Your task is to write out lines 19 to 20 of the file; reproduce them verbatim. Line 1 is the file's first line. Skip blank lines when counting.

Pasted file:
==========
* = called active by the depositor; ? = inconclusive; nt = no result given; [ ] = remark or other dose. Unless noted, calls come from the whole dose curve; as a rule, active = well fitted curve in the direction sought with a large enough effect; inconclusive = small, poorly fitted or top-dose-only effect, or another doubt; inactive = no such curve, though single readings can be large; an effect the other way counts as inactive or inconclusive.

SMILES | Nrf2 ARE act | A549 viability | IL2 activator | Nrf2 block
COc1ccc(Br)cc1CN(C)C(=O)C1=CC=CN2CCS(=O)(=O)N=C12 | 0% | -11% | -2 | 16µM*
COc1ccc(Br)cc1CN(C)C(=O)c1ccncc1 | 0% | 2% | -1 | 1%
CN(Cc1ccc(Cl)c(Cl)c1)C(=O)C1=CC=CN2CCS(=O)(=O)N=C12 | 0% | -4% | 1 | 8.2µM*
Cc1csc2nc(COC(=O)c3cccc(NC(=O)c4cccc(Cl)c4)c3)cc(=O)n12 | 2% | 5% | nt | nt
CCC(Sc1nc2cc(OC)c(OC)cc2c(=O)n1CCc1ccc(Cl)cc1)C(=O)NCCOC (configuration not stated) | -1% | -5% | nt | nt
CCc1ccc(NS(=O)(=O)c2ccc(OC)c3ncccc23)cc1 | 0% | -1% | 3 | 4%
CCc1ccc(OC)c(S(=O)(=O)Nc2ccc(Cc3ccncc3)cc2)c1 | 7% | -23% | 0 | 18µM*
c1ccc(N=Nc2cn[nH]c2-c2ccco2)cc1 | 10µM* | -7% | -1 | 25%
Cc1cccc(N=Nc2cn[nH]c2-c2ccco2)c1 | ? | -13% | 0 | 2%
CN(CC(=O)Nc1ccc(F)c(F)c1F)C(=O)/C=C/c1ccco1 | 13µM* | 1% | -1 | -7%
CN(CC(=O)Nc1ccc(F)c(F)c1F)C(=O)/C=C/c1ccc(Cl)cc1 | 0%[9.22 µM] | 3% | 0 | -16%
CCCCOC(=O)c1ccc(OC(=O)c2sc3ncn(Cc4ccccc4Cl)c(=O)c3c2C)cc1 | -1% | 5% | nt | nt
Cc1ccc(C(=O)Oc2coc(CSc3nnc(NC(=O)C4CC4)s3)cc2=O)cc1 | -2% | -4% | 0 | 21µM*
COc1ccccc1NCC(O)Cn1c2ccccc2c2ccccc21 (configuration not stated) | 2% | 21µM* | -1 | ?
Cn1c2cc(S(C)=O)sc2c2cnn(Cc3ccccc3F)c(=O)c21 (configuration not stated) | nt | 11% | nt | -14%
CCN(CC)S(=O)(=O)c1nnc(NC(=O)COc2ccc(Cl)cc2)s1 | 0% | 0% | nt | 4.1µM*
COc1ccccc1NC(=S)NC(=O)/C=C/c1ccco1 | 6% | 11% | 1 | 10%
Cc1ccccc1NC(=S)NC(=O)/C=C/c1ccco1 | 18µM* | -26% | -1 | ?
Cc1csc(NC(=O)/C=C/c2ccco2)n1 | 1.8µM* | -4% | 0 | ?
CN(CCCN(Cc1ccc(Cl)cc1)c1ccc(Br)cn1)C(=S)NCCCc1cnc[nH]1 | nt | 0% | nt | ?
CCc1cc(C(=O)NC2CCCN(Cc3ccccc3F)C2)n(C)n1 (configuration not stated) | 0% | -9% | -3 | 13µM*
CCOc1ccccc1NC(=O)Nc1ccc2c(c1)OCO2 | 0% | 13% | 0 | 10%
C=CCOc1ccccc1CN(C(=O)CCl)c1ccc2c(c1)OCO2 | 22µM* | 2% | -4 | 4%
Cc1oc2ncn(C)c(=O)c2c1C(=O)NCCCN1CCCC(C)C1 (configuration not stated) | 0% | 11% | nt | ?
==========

COc1ccccc1NC(=S)NC(=O)/C=C/c1ccco1 | 6% | 11% | 1 | 10%
Cc1ccccc1NC(=S)NC(=O)/C=C/c1ccco1 | 18µM* | -26% | -1 | ?